Immunophenotypic analysis of chronic lymphoproliferative disorders allows an accurate classification of such disorders. Matutes et al. (74) analyzed circulating cells from 666 cases, including CLL, PLL, hairy cell leukemia, and others. On the basis of the most common marker profile in CLL [CD5+, CD23+, FMC7-, and weak expression (+/-) of surface immunoglobulin (SIg) and CD22], a scoring system was devised. Considering each marker individually, no single one distinguished CLL from other diseases, although the most reliable were SmIg intensity and FMC7 (74). Moreover, Moreau et al. (75) found that the replacement of CD22 by CD79b (SN8) in the original scoring system increased its potential to discriminate between CLL and other B-cell lymphoproliferative diseases. Geisler et al. (76) examined 540 cases of CLL using immu-nofluorescence flow cytometry with a panel of surface membrane markers, including IgM and IgD, the monoclonal antibodies anti-CD3, -5, -20, -21, -22, and -23, as well as anti-FMC7. In a multivariate analysis, and independently of clinical variables, CD23 and IgM intensity proved to be useful prognostic markers in the management of CD5+, B-cell CLL (76).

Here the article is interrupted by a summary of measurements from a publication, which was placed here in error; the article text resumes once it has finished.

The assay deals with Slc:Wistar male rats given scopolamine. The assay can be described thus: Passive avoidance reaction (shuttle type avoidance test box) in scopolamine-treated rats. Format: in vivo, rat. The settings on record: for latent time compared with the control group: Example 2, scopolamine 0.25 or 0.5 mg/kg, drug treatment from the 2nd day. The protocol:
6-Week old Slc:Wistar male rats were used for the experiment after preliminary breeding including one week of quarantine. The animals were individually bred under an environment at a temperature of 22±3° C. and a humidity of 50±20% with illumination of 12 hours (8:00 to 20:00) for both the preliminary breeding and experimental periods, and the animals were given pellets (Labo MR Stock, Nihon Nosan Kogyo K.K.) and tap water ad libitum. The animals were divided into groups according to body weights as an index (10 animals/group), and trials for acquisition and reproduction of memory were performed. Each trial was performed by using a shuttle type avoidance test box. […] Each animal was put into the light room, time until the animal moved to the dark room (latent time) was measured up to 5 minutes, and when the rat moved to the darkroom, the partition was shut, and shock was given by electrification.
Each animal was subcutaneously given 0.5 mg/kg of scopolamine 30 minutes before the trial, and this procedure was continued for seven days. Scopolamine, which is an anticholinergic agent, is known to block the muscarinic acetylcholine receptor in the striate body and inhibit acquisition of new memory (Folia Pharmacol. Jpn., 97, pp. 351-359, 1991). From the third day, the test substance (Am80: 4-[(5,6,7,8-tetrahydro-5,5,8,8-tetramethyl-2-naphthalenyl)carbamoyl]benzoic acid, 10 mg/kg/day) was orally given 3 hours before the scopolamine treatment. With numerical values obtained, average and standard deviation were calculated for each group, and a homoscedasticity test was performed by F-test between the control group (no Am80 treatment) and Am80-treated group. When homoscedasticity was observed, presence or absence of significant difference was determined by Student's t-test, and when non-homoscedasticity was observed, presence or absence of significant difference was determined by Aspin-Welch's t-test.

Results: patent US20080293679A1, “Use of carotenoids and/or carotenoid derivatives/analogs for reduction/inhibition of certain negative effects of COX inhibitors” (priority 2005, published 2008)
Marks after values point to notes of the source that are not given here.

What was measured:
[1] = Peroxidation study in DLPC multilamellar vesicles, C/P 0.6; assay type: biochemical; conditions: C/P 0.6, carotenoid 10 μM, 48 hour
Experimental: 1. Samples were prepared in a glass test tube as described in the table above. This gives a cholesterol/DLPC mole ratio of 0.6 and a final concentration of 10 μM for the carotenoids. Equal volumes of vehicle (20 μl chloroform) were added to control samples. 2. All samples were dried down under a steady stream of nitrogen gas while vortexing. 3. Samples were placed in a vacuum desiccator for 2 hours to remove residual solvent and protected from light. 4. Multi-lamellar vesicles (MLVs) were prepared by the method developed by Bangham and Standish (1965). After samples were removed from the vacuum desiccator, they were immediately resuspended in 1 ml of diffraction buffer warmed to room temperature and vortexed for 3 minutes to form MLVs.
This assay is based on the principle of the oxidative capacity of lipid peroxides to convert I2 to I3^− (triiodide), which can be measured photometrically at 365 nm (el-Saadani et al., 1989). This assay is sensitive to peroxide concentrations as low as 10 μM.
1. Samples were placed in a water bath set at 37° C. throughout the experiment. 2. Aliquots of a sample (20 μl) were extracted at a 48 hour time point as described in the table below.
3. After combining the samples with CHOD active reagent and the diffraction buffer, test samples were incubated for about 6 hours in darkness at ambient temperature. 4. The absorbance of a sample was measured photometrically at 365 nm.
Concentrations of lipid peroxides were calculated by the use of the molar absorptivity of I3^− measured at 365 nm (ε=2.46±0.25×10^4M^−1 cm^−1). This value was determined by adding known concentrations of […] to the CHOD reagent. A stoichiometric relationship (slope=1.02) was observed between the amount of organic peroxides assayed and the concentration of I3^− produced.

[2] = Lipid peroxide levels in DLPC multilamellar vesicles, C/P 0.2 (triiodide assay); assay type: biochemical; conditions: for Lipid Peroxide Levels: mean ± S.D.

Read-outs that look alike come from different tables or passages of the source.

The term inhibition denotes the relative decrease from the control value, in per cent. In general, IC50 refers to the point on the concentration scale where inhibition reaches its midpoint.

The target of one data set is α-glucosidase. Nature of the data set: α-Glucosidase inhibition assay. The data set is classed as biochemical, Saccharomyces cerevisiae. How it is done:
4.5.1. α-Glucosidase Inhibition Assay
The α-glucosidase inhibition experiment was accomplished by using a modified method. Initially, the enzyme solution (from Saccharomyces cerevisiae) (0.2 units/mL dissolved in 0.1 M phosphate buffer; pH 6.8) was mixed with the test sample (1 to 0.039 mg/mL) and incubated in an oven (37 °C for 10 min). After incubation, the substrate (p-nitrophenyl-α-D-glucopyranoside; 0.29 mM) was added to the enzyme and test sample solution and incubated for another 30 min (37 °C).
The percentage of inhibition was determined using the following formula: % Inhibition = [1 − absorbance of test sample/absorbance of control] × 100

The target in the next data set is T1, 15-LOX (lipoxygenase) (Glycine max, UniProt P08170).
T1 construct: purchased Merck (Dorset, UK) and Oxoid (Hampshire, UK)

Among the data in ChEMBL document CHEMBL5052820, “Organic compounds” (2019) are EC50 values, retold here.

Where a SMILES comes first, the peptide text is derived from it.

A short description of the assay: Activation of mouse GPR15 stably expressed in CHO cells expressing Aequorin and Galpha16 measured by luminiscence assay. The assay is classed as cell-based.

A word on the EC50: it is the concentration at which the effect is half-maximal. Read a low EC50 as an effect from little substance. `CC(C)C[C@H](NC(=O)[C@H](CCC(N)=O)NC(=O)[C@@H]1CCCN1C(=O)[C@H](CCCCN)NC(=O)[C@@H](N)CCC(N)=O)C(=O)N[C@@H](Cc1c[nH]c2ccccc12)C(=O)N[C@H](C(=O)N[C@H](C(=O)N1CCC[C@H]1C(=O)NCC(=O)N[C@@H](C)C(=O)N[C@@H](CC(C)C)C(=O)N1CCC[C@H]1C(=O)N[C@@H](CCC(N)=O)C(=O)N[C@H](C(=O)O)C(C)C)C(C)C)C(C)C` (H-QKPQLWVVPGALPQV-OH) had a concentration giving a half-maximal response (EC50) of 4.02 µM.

Other studies attempting to correlate immunophenotype with prognosis have been inconclusive (77,78). In a series of patients with B-cell CLL fulfilling strict immunological criteria, a high CD20 expression significantly correlated with atypical morphology and worse prognosis (79). Thus, quantitative immunophenotyping makes it possible to analyze the biological heterogeneity of disease better, although it is difficult to transfer these results into prognosis (79). Non-B-lineage antigens have been analyzed in several studies, with inconclusive results (80).
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